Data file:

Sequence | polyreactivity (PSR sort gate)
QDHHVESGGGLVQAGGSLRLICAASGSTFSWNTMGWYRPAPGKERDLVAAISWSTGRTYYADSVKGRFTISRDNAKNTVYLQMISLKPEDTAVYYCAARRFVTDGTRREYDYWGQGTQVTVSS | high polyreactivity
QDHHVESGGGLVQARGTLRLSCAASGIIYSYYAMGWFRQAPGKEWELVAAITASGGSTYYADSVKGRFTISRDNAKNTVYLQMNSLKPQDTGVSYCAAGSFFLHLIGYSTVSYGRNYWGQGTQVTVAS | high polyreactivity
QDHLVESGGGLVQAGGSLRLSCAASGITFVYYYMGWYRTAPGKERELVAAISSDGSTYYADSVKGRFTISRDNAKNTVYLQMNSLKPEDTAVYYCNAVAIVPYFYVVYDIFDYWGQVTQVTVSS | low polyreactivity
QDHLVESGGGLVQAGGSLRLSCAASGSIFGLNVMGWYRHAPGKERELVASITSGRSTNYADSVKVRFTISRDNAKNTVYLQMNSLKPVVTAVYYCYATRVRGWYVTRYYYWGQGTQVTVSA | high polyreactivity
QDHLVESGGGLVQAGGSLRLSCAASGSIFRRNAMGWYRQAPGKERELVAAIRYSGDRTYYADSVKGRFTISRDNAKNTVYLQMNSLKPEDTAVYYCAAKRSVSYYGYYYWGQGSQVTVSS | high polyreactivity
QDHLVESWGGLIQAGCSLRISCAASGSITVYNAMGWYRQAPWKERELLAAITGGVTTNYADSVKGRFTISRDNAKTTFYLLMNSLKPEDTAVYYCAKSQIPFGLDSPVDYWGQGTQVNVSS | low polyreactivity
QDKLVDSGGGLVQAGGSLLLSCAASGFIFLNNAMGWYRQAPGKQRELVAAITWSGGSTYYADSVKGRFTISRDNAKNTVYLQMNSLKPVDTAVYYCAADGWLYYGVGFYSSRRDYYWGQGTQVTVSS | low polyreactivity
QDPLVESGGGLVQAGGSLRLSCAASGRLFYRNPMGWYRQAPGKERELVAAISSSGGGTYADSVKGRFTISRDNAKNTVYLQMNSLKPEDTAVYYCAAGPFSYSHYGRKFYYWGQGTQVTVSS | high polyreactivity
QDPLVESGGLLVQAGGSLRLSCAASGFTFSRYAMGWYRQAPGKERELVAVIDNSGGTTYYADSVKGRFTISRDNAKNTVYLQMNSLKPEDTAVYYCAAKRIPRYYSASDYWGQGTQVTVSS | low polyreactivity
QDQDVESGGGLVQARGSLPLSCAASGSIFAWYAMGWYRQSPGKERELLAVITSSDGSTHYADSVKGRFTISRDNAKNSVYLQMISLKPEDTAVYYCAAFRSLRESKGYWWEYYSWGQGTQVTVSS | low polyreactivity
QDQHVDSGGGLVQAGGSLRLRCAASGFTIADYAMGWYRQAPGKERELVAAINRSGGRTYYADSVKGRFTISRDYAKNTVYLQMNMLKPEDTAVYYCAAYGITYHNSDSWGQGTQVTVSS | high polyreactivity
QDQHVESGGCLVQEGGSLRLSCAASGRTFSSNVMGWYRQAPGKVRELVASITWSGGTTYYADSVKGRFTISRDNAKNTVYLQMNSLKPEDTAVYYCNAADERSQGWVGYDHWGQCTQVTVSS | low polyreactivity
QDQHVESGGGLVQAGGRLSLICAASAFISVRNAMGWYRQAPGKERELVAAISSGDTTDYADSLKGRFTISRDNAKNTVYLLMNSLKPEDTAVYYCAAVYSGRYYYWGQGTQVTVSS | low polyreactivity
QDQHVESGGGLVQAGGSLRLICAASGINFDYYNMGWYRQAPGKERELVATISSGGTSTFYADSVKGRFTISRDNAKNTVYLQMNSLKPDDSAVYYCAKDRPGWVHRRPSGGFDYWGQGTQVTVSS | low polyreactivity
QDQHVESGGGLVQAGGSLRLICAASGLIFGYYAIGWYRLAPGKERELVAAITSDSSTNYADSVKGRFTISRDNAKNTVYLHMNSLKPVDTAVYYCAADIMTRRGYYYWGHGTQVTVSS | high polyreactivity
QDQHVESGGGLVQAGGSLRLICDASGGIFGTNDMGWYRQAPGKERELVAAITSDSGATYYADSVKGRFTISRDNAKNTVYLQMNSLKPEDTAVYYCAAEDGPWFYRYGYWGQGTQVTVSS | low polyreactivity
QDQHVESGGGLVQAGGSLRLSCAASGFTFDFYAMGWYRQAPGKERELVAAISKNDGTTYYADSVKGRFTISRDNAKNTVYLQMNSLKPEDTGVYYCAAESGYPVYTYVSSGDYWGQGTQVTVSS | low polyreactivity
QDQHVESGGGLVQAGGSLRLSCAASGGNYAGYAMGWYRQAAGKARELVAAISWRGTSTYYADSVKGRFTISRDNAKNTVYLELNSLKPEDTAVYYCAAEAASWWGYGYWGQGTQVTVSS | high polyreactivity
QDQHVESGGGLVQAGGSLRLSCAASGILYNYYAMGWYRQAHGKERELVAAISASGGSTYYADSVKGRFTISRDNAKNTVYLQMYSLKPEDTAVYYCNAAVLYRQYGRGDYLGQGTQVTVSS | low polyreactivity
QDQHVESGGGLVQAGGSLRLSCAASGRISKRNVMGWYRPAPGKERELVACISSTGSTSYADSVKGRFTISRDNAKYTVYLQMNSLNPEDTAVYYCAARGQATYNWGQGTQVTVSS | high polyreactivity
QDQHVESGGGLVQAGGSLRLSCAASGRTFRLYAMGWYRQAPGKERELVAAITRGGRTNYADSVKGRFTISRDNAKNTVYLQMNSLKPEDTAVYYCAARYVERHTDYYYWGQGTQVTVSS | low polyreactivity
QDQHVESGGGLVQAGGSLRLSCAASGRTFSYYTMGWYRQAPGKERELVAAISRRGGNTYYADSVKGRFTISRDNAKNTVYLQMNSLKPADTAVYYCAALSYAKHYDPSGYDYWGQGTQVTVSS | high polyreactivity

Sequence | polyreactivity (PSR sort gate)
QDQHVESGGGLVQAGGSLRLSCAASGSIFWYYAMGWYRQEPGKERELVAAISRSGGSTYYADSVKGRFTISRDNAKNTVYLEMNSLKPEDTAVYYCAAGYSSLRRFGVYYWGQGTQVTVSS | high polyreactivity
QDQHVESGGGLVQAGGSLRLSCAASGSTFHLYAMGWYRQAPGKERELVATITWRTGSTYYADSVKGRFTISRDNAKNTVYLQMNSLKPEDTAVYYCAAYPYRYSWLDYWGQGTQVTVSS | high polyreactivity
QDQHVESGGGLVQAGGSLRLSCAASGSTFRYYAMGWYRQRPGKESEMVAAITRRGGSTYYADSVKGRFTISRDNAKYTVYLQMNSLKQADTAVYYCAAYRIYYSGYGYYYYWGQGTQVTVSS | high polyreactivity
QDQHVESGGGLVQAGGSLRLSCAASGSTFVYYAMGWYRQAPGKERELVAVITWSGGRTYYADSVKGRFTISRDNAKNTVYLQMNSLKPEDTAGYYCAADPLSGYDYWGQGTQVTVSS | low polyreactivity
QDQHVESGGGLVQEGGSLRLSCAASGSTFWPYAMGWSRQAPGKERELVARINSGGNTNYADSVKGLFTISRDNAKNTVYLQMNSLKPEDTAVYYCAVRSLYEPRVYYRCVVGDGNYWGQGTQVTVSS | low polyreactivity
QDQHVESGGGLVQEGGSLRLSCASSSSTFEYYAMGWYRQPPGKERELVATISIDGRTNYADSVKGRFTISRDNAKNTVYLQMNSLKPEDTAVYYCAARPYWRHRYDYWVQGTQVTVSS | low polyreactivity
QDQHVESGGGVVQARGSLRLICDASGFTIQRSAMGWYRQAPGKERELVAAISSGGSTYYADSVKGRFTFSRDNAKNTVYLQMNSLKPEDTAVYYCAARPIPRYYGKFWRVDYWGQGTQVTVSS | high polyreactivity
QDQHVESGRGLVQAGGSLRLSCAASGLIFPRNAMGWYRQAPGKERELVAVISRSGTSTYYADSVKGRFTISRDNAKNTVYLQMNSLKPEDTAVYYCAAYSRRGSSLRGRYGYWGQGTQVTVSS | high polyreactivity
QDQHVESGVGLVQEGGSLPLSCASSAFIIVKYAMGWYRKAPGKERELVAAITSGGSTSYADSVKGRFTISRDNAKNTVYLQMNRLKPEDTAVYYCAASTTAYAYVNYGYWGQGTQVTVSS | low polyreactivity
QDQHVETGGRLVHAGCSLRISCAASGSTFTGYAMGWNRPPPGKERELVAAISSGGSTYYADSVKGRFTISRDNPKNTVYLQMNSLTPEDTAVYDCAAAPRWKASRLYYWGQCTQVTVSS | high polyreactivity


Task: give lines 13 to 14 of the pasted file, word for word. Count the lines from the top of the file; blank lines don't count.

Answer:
QDQHVESGGCLVQEGGSLRLSCAASGRTFSSNVMGWYRQAPGKVRELVASITWSGGTTYYADSVKGRFTISRDNAKNTVYLQMNSLKPEDTAVYYCNAADERSQGWVGYDHWGQCTQVTVSS | low polyreactivity
QDQHVESGGGLVQAGGRLSLICAASAFISVRNAMGWYRQAPGKERELVAAISSGDTTDYADSLKGRFTISRDNAKNTVYLLMNSLKPEDTAVYYCAAVYSGRYYYWGQGTQVTVSS | low polyreactivity